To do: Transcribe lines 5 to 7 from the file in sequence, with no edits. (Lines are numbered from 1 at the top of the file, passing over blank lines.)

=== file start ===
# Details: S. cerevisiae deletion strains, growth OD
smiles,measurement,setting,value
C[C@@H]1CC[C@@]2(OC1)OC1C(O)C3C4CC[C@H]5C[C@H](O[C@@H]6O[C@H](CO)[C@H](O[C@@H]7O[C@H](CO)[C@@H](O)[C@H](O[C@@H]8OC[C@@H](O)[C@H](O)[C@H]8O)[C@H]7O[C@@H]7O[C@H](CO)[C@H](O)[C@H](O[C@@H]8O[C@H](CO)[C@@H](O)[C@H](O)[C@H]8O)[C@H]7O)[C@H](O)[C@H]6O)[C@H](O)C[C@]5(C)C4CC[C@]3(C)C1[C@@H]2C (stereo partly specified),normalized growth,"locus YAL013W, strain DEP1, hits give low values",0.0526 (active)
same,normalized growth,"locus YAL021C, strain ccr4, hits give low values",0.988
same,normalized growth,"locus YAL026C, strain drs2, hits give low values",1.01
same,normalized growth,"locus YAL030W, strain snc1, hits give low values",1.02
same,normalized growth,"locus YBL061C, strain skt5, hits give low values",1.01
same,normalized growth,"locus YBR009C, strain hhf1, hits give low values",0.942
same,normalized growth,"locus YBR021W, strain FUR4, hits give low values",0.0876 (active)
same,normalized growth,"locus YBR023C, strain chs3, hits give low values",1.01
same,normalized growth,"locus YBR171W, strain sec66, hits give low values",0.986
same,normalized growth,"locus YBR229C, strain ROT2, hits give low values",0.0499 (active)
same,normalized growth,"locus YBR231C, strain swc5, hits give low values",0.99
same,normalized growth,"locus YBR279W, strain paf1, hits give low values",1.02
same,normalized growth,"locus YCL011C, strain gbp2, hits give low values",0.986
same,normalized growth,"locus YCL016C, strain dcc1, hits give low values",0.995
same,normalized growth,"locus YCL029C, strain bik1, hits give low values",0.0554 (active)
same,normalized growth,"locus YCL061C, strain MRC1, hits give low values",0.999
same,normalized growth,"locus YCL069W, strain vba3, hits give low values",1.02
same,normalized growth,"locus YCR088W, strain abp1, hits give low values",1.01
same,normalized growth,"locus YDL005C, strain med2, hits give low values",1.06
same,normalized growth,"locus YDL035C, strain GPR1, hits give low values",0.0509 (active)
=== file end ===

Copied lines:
same,normalized growth,"locus YAL026C, strain drs2, hits give low values",1.01
same,normalized growth,"locus YAL030W, strain snc1, hits give low values",1.02
same,normalized growth,"locus YBL061C, strain skt5, hits give low values",1.01